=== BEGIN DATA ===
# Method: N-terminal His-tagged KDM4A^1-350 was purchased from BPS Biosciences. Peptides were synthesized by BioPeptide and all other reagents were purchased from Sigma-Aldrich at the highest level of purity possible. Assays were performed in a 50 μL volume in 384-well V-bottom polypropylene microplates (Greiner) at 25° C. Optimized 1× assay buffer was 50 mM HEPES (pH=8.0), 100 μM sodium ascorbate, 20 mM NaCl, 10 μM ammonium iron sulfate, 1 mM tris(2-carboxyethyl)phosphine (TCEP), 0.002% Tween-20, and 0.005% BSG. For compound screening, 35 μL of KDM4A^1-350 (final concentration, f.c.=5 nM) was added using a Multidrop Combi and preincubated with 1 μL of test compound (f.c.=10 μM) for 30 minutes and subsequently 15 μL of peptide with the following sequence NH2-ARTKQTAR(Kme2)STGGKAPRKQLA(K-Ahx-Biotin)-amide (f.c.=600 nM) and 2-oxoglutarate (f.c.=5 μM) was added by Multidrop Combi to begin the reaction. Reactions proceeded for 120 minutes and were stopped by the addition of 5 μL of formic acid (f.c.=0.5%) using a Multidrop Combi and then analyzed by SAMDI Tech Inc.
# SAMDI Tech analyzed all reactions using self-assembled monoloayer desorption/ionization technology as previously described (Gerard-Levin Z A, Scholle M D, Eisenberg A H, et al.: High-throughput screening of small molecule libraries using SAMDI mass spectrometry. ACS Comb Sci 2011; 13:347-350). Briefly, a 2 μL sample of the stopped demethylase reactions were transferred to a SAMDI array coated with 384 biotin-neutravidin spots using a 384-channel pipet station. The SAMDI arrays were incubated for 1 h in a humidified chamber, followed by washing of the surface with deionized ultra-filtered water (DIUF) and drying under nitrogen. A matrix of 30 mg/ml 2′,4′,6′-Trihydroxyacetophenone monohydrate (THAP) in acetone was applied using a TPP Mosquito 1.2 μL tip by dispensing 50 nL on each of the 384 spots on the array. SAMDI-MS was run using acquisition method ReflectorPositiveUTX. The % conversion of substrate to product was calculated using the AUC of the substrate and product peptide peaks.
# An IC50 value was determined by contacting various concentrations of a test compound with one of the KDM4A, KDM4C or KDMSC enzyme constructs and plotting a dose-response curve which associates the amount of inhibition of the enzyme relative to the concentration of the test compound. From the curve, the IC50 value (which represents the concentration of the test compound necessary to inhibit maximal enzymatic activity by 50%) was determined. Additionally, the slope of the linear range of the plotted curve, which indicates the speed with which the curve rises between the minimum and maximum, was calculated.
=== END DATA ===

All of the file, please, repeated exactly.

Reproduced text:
# Method: N-terminal His-tagged KDM4A^1-350 was purchased from BPS Biosciences. Peptides were synthesized by BioPeptide and all other reagents were purchased from Sigma-Aldrich at the highest level of purity possible. Assays were performed in a 50 μL volume in 384-well V-bottom polypropylene microplates (Greiner) at 25° C. Optimized 1× assay buffer was 50 mM HEPES (pH=8.0), 100 μM sodium ascorbate, 20 mM NaCl, 10 μM ammonium iron sulfate, 1 mM tris(2-carboxyethyl)phosphine (TCEP), 0.002% Tween-20, and 0.005% BSG. For compound screening, 35 μL of KDM4A^1-350 (final concentration, f.c.=5 nM) was added using a Multidrop Combi and preincubated with 1 μL of test compound (f.c.=10 μM) for 30 minutes and subsequently 15 μL of peptide with the following sequence NH2-ARTKQTAR(Kme2)STGGKAPRKQLA(K-Ahx-Biotin)-amide (f.c.=600 nM) and 2-oxoglutarate (f.c.=5 μM) was added by Multidrop Combi to begin the reaction. Reactions proceeded for 120 minutes and were stopped by the addition of 5 μL of formic acid (f.c.=0.5%) using a Multidrop Combi and then analyzed by SAMDI Tech Inc.
# SAMDI Tech analyzed all reactions using self-assembled monoloayer desorption/ionization technology as previously described (Gerard-Levin Z A, Scholle M D, Eisenberg A H, et al.: High-throughput screening of small molecule libraries using SAMDI mass spectrometry. ACS Comb Sci 2011; 13:347-350). Briefly, a 2 μL sample of the stopped demethylase reactions were transferred to a SAMDI array coated with 384 biotin-neutravidin spots using a 384-channel pipet station. The SAMDI arrays were incubated for 1 h in a humidified chamber, followed by washing of the surface with deionized ultra-filtered water (DIUF) and drying under nitrogen. A matrix of 30 mg/ml 2′,4′,6′-Trihydroxyacetophenone monohydrate (THAP) in acetone was applied using a TPP Mosquito 1.2 μL tip by dispensing 50 nL on each of the 384 spots on the array. SAMDI-MS was run using acquisition method ReflectorPositiveUTX. The % conversion of substrate to product was calculated using the AUC of the substrate and product peptide peaks.
# An IC50 value was determined by contacting various concentrations of a test compound with one of the KDM4A, KDM4C or KDMSC enzyme constructs and plotting a dose-response curve which associates the amount of inhibition of the enzyme relative to the concentration of the test compound. From the curve, the IC50 value (which represents the concentration of the test compound necessary to inhibit maximal enzymatic activity by 50%) was determined. Additionally, the slope of the linear range of the plotted curve, which indicates the speed with which the curve rises between the minimum and maximum, was calculated.